Many orthopedic practices own and bill for one or more of the following ancillary services: imaging (e.g., MRI), physical therapy, durable medical equipment (DME) and orthotics. The ownership of these services by an orthopedic practice may implicate the Stark Law, a federal anti-referral statute that prohibits certain referrals by a physician of the above described ancillary services (referred to as DHS, an acronym for “designated health services”) to any entity with which the physician has a financial relationship, whether through ownership of the entity or a compensation arrangement, with the entity. The entity is also prohibited from billing Medicare or, possibly, Medicaid for such referrals. This broad prohibition, however, has a number of exceptions that allow for such referrals so long as the conditions for the exception are fully and precisely met. Violations of the Stark Law can render referrals to the practice illegal and can negate the practice’s billings to Medicare and possibly Medicaid (because they are not payable if billed in violation of the Stark Law), requiring repayment to the Centers for Medicare & Medicaid Services (CMS) along with possible penalties and fines. In addition, the practice can find itself alleged to be in violation of the Federal False Claims Act or Civil Monetary Penalties Law, which carry their own fairly harsh penalties.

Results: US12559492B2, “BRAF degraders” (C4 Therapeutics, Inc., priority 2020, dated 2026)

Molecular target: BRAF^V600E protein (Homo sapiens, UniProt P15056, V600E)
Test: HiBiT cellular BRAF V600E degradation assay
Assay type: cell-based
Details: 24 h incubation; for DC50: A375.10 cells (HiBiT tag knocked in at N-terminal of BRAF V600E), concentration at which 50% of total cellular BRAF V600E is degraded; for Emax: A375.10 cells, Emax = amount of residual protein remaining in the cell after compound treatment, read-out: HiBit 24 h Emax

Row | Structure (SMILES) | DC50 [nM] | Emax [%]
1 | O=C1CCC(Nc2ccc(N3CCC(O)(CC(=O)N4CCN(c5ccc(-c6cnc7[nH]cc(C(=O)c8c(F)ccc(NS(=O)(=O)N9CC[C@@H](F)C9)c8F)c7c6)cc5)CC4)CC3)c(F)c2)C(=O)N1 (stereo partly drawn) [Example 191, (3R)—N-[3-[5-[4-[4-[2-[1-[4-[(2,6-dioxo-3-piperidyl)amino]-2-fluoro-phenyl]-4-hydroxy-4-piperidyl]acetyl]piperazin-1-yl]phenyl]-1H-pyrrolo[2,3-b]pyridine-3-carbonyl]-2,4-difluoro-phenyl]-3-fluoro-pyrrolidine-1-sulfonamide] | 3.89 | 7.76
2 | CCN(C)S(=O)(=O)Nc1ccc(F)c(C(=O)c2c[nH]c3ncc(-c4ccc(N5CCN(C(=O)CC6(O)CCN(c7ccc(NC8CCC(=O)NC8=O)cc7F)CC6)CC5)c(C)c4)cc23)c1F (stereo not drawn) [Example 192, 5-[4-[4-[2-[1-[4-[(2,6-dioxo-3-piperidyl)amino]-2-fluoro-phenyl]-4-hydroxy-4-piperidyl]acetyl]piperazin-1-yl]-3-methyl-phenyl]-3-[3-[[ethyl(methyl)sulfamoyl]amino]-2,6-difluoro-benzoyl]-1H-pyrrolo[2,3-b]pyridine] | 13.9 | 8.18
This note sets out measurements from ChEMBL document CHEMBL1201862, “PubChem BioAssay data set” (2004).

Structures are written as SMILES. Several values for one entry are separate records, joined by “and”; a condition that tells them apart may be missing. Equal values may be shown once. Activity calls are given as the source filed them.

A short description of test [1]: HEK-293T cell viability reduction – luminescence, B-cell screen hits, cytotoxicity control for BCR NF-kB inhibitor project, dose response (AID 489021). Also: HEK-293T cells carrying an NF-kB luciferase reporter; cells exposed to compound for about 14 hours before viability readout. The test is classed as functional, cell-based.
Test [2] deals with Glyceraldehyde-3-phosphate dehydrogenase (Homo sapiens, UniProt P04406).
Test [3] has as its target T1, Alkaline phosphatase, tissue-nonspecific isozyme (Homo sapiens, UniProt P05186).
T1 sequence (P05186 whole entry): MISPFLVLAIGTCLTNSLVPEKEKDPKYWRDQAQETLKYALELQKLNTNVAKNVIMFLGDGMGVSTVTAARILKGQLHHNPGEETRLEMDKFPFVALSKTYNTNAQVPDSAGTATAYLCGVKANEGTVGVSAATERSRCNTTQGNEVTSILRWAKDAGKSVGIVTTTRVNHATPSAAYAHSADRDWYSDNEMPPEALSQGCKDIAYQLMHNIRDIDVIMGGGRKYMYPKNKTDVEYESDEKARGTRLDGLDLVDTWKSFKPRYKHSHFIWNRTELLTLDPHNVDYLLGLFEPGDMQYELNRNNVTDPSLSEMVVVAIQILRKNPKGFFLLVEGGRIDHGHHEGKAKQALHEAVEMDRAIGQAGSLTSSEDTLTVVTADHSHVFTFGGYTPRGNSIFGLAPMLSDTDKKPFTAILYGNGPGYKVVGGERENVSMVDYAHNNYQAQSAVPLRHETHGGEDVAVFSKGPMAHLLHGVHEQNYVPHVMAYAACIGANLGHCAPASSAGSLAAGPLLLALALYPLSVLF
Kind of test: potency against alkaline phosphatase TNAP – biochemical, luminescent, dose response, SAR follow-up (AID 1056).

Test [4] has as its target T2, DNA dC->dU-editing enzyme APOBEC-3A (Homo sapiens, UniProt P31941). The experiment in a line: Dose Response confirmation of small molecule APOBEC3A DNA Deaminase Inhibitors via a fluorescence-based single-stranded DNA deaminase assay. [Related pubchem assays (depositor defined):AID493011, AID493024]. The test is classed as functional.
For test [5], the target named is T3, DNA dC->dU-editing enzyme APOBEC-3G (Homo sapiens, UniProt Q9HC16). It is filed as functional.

The good news is that the Stark Law recognizes that physician group practices, including orthopedic practices, own and their owners refer to, DHS. The bad news is that it is incumbent upon the practice to ensure that it meets at least one exception to allow for the referrals and to allow the group to bill for the services referred. The most common exception used is the “in office ancillary services (IOAS) exception,” a complex set of rules that (i) looks to where the services are provided, (ii) looks to how the services are accounted for and billed and (iii) whether or not the practice is a so-called “group practice,” the definition of which contains a separate set of requirements that need to be met with specificity. Assuming all conditions for the IOAS exception are met, the exception protects referrals of ancillaries (excepting most DME) within a group practice, regardless of whether the referral comes from an owner or an employed/contracted physician. It is noteworthy that requirements of the IOAS, including compliance with the definition of “group practice” are well beyond the scope of this discussion, but should be reviewed, in depth, with counsel knowledgeable with them. As noted above, non-compliance with the Stark Law’s requirements can be costly.
Two years into the COVID-19 pandemic and we are still grappling with its impact—including its impact on deals—especially as new variants emerge and case counts wax and wane.